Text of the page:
Type 2 Diabetes (cont.)
How medicine helps manage diabetes
Some people with type 2 diabetes need pills (oral medicines) to help their bodies make insulin, decrease insulin resistance, or slow down how quickly their bodies absorb carbohydrate.
You may take no medicine, one medicine, or a few medicines. Some people need to take medicine for a short time, while others always need to take medicine. How much medicine you need depends on how well you can keep your blood sugar within your target range. You may need more medicine over time, even if you have good control of your blood sugar.
Medicines can help you manage your type 2 diabetes and other health problems, but only if you take them correctly. It can be hard to keep track of when and how to take your medicine, especially if you are taking more than one. Maybe you aren't sure why you are taking a medicine or if it is working. Or you might have trouble paying for your medicine. For help, see the topic Quick Tips: Taking Medicines Wisely.
- Oral medicines that help your body make insulin. These include:
- Sulfonylureas, such as glipizide (Glucotrol), glyburide (DiaBeta, Glynase, and Micronase), glimepiride (Amaryl), and other medicines that work in combination (Glucovance, Metaglip).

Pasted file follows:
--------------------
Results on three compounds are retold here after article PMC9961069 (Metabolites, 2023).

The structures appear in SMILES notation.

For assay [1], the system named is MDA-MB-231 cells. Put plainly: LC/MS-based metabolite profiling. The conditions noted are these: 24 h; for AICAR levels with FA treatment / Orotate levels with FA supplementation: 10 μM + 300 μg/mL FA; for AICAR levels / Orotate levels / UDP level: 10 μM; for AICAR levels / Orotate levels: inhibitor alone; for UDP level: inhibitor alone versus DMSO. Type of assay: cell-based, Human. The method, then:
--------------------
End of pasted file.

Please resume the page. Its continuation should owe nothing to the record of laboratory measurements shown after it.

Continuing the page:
- Meglitinides, such as repaglinide (Prandin), nateglinide (Starlix), and a combination medicine (Prandimet).
- DPP-4 inhibitors, such as sitagliptin (Januvia), saxagliptin (Onglyza), linagliptin (Tradjenta), and a combination medicine (Janumet).
- Oral medicines that reduce your body's need for insulin. These include:
- Oral medicines that slow down absorption of carbohydrates. These include:
- Medicines that help lower blood sugar. If you are having trouble controlling your blood sugar with pills, your doctor may suggest one of these medicines:
- Insulin. Insulin lets sugar (glucose) in the blood enter cells, where it is used for energy. Without insulin, the blood sugar level gets too high. Most of the time, people who take insulin use a combination of short-acting and long-acting insulin. This helps keep blood sugar within your target range. You may want to learn more about when insulin is needed for type 2 diabetes.
- Diabetes: Living With an Insulin Pump
- Medicines to help prevent or treat complications. These include:
- Aspirin after a heart attack or stroke or to prevent them.
- Statins, such as atorvastatin (Lipitor), simvastatin (Zocor), or pravastatin (Pravachol), to help prevent heart attack or stroke.
- Angiotensin-converting enzyme (ACE) inhibitors or angiotensin II receptor blockers (ARBs) to help prevent or treat diabetic nephropathy.
- Phosphodiesterase-5 inhibitors (PDE-5 inhibitors), such as sildenafil (Viagra), vardenafil (Levitra), or tadalafil (Cialis), if you have erection problems. Check with your doctor before taking any of these medicines.
- Fibrates, such as gemfibrozil (Lopid) or fenofibrate (Tricor), to help lower triglycerides and increase HDL levels.
- Medicines for digestive problems. The type of medicine will depend on the problem you are having. For example, if you have gastroparesis, you may take metoclopramide (Reglan) or erythromycin.
- Nonprescription pain relievers, creams, or prescription oral or injection medicines if you have pain from peripheral neuropathy.
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